Water: Water is an incredible draw for wildlife of all kinds. If you look closely at this constructed pond, you will find bullfrog tadpoles and dragonflies. The rim of the pond has a gentle slope and fallen trees, which help turtles climb in and out of the pond. Some sections are more than four feet deep, which means that even in the coldest winter months, there is unfrozen water at the bottom where frogs and turtles can survive the winter. Native aquatic plants like blue flag irises and pickerel weed add beauty and attract pollinators. A solar powered pump bubbles water in the pond, which deters mosquitoes from breeding here.
Post and Beam Arbor: In the center of the garden is an arbor that was built to match the dimensions of Thoreau’s cabin on Walden Pond. Even the flower bed under the arbor is the same size as Thoreau’s bed. The timbers were reclaimed from four NH buildings, including a 1771 building in Portsmouth – which means the timbers are older than America!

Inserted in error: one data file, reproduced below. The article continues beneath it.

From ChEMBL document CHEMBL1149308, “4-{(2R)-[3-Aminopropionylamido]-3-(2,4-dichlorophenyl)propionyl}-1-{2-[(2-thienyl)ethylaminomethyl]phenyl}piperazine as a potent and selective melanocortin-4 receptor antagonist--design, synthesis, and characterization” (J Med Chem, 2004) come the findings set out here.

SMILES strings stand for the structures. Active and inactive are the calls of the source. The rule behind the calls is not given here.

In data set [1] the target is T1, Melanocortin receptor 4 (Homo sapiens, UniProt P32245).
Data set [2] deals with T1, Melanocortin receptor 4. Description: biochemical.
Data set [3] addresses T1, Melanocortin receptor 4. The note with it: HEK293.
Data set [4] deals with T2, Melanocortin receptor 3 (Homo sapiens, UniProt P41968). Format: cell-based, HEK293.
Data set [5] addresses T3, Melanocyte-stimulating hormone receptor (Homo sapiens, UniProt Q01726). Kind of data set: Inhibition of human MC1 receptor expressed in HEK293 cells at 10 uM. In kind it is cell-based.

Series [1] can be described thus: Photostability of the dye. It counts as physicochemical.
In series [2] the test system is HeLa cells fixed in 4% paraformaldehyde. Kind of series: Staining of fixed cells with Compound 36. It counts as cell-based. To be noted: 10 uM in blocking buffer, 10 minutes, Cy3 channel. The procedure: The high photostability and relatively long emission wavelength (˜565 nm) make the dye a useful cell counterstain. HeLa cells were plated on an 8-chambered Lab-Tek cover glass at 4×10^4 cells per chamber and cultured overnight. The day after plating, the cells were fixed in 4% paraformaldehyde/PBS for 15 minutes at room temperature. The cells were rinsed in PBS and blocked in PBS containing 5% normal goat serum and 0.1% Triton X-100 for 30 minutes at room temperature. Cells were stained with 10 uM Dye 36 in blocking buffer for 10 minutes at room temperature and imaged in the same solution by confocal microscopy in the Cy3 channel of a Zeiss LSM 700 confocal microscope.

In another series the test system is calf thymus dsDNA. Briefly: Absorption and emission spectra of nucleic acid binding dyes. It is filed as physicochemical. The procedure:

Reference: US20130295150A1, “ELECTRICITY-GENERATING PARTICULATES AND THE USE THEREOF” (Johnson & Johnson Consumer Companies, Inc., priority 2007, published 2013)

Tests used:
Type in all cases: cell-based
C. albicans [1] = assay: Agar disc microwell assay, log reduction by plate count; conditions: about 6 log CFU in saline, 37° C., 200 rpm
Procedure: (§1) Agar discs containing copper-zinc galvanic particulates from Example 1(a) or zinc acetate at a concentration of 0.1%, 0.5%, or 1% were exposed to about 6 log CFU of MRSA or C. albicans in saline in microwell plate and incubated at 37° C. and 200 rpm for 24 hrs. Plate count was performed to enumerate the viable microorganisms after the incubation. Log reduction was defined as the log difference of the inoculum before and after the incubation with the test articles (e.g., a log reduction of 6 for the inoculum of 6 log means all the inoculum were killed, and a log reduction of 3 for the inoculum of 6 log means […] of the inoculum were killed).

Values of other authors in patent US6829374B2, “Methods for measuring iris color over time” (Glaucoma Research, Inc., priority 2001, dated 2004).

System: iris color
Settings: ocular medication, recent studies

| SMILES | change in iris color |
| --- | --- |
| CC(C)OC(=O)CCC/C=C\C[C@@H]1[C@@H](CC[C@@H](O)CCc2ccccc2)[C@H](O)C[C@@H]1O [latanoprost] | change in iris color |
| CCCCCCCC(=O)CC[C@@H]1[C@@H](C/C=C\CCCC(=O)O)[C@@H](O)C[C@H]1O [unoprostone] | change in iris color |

Phenology Garden: Around the arbor, we’ve created a “phenology” garden, which is a place where scientists and volunteers routinely record the timing of ecological events, such as when different flowers bloom. Thoreau’s writings documented the timing of key seasonal changes, for example when robins returned or lilacs bloomed, and now, over 150 years later, we are noticing that the timing of their life cycles are changing. Over the last three decades in NH, winter weather in New Hampshire has decreased by three weeks, which affects the emergence of flowers, leaves and insects and is enabling more ticks to survive the winter.